This Monday we are inÂ conversationÂ with Meghna Pant, the author of ‘One & A Half Wife’. She is a financial journalist by day and a writer by night, She has formerly worked as a TV anchor for NDTV Profit and Bloomberg-UTV. We talk about a lot of interesting things revolving around her book & her life. Read on.
Q: Tell us something about your book and what should readers expect from it.
â€˜One & A Half Wife’ is a prism that captures the social realities of our time â€“ cultural bigotry, reverse immigration, the fall of the American Dream, the shift of the Golden Age to India (despite Soniaji’s best efforts), divorce and childless marriages – with a fast-paced narrative, a dash of humour and colourful characters.
I don’t want to predetermine what my readers should expect from the book, so that they can enjoy it on their own terms, but most people have written in from around India saying that they loved the novel and it is very well written. The most common reaction has been: â€œI couldn’t put it down and skipped sleep/the Euro Cup/work/ my bus stop/ the IPL to finish reading it.â€
You can’t imagine how humbling and satisfying it is to hear this.
Q:Â Who/ What is that person/instance in your life without whom/ which this book wouldn’t have happened?
I’d give full credit to my publisher Westland and the first person to read the book, my editor Prita Maitra, who immediately fell in love with my novel. I believe that success can be achieved only if talent is recognised, and it’s heartening to see that credible Indian authors are being given a vital break.
Q:Â If you are told that you are to live the life of one character from your book, who would it be and why?
While I identify with different aspects of each of my characters, I have to say that I’d love to live the life of Shikha, who is the protagonist Amara’s neighbour. She portrays this ethereal old-world charm with this avant-garde sensibility, and her personal growth and sagacity, even though it’s captured only through Amara’s lens, is inspiring.
I dare say though, that with her borderline wickedness, living Biji’s life may be the most fun.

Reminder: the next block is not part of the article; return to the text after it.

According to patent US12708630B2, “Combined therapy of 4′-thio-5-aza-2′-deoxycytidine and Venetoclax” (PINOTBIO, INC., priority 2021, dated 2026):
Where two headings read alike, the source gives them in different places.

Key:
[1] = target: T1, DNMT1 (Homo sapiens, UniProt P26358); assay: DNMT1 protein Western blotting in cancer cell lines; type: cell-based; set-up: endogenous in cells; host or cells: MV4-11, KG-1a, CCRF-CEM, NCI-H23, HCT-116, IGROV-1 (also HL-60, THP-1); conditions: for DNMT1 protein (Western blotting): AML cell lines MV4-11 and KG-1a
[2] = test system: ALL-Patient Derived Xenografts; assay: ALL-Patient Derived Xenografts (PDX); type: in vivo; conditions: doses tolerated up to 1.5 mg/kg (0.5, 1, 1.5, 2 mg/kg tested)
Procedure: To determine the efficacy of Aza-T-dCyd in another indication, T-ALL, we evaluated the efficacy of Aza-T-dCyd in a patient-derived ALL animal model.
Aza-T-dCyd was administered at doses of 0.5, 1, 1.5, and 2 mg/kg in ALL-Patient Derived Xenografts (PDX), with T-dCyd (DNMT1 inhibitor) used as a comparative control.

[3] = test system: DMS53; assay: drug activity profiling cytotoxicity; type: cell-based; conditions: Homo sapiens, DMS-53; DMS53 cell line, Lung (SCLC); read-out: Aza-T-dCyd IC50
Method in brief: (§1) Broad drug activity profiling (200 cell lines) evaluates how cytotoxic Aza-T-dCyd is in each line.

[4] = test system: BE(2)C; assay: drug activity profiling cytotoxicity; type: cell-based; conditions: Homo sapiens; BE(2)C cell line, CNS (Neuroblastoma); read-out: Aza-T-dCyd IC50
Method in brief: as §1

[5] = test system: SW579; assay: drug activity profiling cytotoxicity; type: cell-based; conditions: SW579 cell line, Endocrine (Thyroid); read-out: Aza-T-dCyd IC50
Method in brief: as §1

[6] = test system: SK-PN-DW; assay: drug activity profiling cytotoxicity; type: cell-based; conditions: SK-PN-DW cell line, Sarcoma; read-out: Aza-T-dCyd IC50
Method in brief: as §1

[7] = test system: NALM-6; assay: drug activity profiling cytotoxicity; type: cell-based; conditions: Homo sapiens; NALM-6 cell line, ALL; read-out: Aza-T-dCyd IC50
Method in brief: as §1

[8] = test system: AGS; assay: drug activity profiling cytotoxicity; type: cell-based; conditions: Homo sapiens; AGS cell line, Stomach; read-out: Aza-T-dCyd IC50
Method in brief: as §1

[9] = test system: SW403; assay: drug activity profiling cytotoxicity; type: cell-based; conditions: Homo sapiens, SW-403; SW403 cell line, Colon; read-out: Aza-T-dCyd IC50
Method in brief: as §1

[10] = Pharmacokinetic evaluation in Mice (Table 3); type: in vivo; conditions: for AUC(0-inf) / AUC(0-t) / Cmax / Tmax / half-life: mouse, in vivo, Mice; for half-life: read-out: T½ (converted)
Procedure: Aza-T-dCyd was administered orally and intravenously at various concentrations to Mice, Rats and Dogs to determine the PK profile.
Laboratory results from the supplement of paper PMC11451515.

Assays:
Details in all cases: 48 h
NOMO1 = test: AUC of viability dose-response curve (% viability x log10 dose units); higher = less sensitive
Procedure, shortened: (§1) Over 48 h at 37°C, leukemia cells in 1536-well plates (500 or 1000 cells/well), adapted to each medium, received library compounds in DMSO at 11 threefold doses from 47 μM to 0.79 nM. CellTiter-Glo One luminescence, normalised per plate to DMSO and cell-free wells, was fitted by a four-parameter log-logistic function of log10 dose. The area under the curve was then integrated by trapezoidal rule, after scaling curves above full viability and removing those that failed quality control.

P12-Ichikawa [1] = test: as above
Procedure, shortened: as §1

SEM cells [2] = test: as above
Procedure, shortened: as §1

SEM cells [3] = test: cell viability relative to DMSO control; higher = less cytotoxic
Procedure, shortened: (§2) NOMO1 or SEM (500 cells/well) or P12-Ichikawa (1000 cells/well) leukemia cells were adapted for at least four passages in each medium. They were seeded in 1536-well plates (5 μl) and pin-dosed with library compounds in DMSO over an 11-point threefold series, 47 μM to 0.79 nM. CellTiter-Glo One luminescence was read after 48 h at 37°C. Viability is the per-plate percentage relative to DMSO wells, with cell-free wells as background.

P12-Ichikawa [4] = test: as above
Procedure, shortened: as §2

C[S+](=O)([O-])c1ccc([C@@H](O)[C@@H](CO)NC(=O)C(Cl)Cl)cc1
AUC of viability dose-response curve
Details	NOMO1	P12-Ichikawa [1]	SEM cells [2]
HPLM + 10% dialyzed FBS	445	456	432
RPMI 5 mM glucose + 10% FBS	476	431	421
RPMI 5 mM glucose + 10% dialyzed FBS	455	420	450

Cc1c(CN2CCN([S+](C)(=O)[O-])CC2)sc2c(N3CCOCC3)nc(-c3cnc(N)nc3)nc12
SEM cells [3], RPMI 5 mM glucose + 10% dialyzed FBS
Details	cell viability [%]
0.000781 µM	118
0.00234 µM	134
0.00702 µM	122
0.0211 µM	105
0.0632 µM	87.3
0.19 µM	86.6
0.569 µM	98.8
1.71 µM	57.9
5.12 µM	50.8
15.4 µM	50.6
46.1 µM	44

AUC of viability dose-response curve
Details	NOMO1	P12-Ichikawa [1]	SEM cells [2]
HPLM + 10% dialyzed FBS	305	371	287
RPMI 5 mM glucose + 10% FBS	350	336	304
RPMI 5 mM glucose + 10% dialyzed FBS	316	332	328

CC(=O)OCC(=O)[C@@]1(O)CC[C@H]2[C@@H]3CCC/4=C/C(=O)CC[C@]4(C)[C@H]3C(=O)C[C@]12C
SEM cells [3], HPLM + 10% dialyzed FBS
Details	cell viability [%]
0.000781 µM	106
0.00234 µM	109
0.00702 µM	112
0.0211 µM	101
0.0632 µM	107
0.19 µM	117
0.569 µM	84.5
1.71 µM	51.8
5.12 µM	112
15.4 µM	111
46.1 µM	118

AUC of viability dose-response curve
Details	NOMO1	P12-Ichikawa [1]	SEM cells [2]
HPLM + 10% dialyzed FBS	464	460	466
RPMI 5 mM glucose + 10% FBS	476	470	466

Q: The advent of vigorous social networking sites has made everyone desperate to create an identity for themselves. Being an author, what does Social Networking mean to you?
I have to admit that I’m quite dismayed by the commodification of literature over the last few years. Being an author is no longer about how well you write or how strong your narrative style is, but how many followers you can get on Twitter and the likes you can get on Facebook. Many â€˜authors’ have told me that they spend more time tweeting than writing, as they believe this alone boosts their sales!
I don’t buy into this. Social media has its benefits â€“ yes â€“ but it has to be used with dignity i.e. as a means to update serious readers on reviews or readings, as well as to connect with people you’d otherwise not be able to meet.
I like to believe that â€˜One & A Half Wife’ will do well on the basis of how good it is, and that word-of-mouth will work more than gimmicks.
Q:Â What do you like to indulge in when you’re not writing?
A book may be the best way to travel without moving your feet, but ever so often I like to use my feet.
Following the advice of His Holiness the Dalai Lama, I try to see a new country each year. To be able to sit down and write about the world, it’s crucial to first stand up and see what’s out there.